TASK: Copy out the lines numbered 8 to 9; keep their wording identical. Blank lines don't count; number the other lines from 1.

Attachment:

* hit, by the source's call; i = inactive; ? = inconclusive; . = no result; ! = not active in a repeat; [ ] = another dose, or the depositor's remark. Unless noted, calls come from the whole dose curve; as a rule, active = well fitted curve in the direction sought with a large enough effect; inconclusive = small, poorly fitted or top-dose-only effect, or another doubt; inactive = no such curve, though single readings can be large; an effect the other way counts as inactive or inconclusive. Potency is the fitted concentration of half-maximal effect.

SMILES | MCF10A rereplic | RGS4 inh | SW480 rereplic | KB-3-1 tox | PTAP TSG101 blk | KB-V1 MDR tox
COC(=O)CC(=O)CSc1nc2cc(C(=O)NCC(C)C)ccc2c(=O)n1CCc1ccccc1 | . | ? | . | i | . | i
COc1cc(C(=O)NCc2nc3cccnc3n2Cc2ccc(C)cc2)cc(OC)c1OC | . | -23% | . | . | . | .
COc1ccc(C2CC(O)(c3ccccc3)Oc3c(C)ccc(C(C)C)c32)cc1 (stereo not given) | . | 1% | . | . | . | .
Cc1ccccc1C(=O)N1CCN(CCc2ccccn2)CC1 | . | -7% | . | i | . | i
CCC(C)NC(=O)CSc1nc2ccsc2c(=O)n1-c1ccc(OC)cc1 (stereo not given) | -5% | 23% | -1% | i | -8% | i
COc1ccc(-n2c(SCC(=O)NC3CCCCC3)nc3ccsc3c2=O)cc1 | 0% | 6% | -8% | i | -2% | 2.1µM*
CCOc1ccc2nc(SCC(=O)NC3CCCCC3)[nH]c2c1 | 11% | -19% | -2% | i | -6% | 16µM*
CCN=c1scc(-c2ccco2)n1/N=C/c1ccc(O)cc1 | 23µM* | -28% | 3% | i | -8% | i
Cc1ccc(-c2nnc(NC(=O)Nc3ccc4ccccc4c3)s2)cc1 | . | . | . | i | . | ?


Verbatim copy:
COc1ccc(-n2c(SCC(=O)NC3CCCCC3)nc3ccsc3c2=O)cc1 | 0% | 6% | -8% | i | -2% | 2.1µM*
CCOc1ccc2nc(SCC(=O)NC3CCCCC3)[nH]c2c1 | 11% | -19% | -2% | i | -6% | 16µM*